The Mars Volta credit around 24 total people as contributing to Scabdates. Although a good deal are just sound engineers and people of that nature, there are still at least 8 solidified musicians credited, one contributing nearly every 'classical' instrument on the album. This should mean the album will be gold, right? I mean, that picture of Omar on the cover just oozes insanity. And there is no way the great gods that are TMV would release a sub par live album, considering the "Volta Experience" is one of the key selling points to the band, right? Well, I'm sure the first track will give us a hint.
Band members specifically mentioned in this review:
Omar Rodriguez-Lopez - Guitar
Cedric Bixler-Zavala (gotta love those hyphens) - Vocals
Juan Alderete - Bass
Jon Theodore - Drums
Isaiah Ikey Owens - Keyboards
The album starts off with Abrasions Mount the Timpani, a track that at first seems completely out of place. What, with babies crying, Airport intercom announcements, and some unintelligible screams. Not surprisingly, this is one of the more accessible tracks on Scabdates. After a quick round of applause by the crowd, it goes into a little introduction to my personal favorite off of "De-Loused In the Comatorium", Take the Veil. It opens with the signature guitar line, and it sounds even better in concert than on the album. However, as soon as Cedric begins singing, a little bit of a cringe went through my body, but I'll get to that later. Musically, the first couple of minutes are incredible, losing none of its pizzazz. The 7 or so minutes of jamming following the first section of the song are not half bad, although they do drop the bass solo, one of the standout moments of De-Loused. However, despite all of this, the vocals just grate on me too much, and while he isn�t exactly off key, he just wasn't "on" the night they recorded this. Of course, acid will pretty much do that to you.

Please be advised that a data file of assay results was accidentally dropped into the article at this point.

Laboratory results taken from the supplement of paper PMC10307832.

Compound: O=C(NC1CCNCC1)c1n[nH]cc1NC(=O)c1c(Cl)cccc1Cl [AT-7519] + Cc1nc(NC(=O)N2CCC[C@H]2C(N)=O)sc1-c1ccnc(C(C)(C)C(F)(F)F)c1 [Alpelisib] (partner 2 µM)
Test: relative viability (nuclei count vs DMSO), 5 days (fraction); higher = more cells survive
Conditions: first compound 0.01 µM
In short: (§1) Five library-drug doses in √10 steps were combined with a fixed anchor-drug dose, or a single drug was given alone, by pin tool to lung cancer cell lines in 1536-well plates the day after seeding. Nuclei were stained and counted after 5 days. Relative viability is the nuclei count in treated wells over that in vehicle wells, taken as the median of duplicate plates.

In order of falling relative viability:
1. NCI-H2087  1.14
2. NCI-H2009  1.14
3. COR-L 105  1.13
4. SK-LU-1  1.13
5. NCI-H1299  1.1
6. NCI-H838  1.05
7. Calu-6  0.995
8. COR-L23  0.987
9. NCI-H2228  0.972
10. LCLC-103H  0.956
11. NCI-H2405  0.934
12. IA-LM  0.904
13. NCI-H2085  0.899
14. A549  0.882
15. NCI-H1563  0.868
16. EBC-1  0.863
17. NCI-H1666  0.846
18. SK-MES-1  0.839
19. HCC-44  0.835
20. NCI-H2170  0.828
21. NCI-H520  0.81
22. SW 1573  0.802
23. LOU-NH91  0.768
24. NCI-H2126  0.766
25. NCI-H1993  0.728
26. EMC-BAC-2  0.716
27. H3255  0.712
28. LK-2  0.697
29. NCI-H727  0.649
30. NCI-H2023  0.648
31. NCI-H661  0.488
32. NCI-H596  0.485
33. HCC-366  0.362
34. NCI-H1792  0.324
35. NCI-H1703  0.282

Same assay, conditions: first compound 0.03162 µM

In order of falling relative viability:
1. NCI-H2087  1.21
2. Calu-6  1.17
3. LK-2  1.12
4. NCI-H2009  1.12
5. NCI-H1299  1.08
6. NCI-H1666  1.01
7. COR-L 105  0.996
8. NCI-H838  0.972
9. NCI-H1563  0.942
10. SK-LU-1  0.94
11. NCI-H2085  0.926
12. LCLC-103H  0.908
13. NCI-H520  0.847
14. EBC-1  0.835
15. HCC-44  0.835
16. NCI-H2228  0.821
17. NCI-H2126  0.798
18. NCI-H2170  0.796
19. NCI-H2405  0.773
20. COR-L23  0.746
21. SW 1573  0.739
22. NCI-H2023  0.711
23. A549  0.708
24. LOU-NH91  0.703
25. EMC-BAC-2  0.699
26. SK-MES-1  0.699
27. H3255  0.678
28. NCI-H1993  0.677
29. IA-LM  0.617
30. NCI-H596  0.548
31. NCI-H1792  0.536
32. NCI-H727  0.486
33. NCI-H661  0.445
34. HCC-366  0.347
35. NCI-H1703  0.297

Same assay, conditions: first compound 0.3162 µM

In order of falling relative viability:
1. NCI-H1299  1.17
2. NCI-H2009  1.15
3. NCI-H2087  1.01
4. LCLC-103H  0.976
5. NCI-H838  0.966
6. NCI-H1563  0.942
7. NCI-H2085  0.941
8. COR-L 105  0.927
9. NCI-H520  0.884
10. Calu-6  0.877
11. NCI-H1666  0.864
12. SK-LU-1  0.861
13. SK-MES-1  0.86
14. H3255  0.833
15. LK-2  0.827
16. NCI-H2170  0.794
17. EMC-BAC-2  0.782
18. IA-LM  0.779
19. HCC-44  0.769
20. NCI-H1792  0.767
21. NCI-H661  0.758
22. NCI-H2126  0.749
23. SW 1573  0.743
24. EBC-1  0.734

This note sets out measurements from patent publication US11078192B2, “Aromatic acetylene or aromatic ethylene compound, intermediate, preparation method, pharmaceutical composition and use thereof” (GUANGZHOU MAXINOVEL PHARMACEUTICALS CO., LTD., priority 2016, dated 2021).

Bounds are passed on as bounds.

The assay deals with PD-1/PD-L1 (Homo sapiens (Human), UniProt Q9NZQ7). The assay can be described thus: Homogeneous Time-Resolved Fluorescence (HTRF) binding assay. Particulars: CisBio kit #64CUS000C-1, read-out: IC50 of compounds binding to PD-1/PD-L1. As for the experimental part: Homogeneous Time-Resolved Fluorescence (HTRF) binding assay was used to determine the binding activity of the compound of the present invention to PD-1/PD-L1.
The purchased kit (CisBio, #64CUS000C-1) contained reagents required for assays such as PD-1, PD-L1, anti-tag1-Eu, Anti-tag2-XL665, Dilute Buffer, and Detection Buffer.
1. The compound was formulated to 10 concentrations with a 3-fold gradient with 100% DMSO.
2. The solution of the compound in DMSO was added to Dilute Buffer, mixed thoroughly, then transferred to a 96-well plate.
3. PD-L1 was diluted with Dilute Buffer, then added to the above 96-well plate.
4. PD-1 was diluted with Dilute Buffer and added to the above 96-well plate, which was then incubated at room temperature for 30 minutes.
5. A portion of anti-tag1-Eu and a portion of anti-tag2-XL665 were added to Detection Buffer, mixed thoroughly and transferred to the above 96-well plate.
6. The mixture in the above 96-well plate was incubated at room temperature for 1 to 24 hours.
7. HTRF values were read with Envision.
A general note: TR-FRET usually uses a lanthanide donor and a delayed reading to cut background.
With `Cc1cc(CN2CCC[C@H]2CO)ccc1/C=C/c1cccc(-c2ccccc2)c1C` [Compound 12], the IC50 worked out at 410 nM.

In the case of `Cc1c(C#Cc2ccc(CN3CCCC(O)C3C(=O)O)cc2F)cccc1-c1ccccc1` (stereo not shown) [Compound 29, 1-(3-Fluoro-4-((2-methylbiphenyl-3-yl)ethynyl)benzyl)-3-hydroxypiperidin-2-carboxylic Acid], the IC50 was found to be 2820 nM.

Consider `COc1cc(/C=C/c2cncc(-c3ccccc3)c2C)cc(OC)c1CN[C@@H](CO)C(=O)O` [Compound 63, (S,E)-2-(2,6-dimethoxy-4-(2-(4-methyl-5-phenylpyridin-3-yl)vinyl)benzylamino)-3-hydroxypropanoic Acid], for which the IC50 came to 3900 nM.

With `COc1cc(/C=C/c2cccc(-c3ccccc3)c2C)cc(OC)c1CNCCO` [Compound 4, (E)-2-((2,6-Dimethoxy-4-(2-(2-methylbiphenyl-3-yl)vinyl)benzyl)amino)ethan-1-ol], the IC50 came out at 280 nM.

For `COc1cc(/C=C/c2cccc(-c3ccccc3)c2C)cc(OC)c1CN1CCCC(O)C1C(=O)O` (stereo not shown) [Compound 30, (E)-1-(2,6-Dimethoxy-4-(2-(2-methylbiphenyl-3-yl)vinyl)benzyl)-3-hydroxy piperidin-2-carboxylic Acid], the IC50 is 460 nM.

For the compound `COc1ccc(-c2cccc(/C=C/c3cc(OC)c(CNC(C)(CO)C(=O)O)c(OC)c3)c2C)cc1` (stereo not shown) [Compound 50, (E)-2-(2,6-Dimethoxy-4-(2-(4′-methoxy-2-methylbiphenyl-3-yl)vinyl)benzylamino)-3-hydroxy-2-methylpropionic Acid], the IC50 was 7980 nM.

Caviglia is an example of one of the many interludes The Mars Volta use while playing live, and sets up Concertina well. Concertina is by far the standout track of the album, from the symphonic opening moments to the bass and drum rolls, I find myself popping in this disc just to listen to this. As I touched on just a bit ago, the bass is outstanding, at some parts overtaking Omar's playing, quite a feat considering how pronounced he is throughout the album. Ikey Owens also shows some of his chops, contributing a great deal to the feel of the song. This comes off being superior to the original version of Concertina in every sense, and actually made me go dig up Tremulant. Not my smartest decision garnered by listening to Scabdates, but probably the most enjoyable.